In accordance with one aspect of the present invention, a method is disclosed for identifying one or more new pattern classes and incorporating the classes into a pattern recognition classifier as output classes. A plurality of input patterns determined not to be associated with any of a set of at least one represented output class by a pattern recognition classifier are rejected. The rejected pattern samples are then grouped into clusters according to the similarities between the pattern samples. Clusters that represent new pattern classes are identified via independent review. The classifier is then retrained to include the new pattern classes as output classes.
In accordance with another aspect of the invention, a computer program product is disclosed for identifying one or more new pattern classes and incorporating the pattern classes into a pattern recognition classifier as output classes. A classification portion rejects a plurality of input patterns determined not to be associated with any of a set of at least one represented output class. A clustering portion then groups the rejected pattern samples into clusters according to the similarities between the pattern samples. Clusters representing new pattern classes are identified by a class identification portion via an independent review. A training portion then retrains the classifier to include the new pattern classes as output classes.
The foregoing and other features of the present invention will become apparent to one skilled in the art to which the present invention relates upon consideration of the following description of the invention with reference to the accompanying drawings, wherein:
In accordance with the present invention, a method for identifying and including unknown output classes in a pattern recognition classifier is described. The method may be applied to classifiers used in any traditional pattern recognition classifier task, including, for example, optical character recognition (OCR), speech translation, and image analysis in medical, military, and industrial applications.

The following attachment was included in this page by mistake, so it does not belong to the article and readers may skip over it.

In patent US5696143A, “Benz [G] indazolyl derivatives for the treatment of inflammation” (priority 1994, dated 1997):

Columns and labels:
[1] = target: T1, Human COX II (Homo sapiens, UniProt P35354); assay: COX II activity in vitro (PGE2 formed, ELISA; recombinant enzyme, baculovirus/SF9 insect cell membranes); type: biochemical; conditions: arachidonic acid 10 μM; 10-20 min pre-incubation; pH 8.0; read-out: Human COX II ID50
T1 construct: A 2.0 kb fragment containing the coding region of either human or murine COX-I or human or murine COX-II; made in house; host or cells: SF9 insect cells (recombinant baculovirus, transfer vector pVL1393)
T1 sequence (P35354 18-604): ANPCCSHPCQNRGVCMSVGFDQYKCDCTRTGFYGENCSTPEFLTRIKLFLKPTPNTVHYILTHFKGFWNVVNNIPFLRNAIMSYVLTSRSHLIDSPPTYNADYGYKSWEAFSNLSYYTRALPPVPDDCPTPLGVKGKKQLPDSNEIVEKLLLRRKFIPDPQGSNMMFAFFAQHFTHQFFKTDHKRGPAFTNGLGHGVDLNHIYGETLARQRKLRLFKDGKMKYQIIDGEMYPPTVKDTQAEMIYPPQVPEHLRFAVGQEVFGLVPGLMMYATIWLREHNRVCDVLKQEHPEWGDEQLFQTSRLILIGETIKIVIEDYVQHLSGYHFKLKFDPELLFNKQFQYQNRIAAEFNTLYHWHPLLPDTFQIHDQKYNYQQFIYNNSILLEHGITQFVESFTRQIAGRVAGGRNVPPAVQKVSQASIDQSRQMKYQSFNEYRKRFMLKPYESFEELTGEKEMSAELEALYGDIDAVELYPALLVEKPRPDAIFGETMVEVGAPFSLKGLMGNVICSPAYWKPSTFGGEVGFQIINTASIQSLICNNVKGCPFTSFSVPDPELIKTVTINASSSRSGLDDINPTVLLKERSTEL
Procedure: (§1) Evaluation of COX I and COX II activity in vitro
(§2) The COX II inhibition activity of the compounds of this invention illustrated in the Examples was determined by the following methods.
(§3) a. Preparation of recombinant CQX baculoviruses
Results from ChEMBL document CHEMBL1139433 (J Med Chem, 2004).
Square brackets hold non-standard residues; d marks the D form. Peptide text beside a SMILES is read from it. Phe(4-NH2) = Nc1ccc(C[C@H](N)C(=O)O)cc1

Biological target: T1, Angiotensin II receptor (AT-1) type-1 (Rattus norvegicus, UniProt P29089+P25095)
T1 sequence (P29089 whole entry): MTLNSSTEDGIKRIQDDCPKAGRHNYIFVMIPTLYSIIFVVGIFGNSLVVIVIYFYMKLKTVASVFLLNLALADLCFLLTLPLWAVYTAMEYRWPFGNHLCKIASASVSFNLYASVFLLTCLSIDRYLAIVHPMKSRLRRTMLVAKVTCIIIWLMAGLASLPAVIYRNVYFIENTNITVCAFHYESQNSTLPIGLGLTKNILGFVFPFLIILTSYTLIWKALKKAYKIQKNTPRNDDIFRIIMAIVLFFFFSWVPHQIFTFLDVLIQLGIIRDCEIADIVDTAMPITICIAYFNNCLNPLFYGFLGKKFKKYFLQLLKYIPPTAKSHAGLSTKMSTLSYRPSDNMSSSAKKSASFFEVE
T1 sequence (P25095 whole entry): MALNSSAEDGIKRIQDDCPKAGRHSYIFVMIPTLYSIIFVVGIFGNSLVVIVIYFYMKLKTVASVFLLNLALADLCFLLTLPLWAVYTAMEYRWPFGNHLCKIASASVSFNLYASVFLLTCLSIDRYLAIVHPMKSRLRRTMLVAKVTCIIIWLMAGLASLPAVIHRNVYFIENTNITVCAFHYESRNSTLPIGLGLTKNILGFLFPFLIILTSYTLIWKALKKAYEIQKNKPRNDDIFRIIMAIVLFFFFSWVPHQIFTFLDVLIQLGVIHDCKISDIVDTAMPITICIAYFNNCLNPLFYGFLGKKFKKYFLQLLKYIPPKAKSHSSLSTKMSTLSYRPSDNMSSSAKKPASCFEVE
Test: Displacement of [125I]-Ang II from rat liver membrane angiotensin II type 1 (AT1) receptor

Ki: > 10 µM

It should be noted that a pattern recognition classifier to which the present invention may be applied will typically be implemented as a computer program, preferably a program simulating, at least in part, the functioning of a neural network. Accordingly, understanding of the present invention will be facilitated by an understanding of the operation and structure of a neural network.
In the illustrated example, an input layer comprises five input nodes, 1–5. A node, generally speaking, is a processing unit of a neural network. A node may receive multiple inputs from prior layers which it processes according to an internal formula. The output of this processing may be provided to multiple other nodes in subsequent layers. The functioning of nodes within a neural network is designed to mimic the function of neurons within a human brain.
Each of the five input nodes 1–5 receives input signals with values relating to features of an input pattern. By way of example, the signal values could relate to the portion of an image within a particular range of grayscale brightness. Alternatively, the signal values could relate to the average frequency of a audio signal over a particular segment of a recording. Preferably, a large number of input nodes will be used, receiving signal values derived from a variety of pattern features.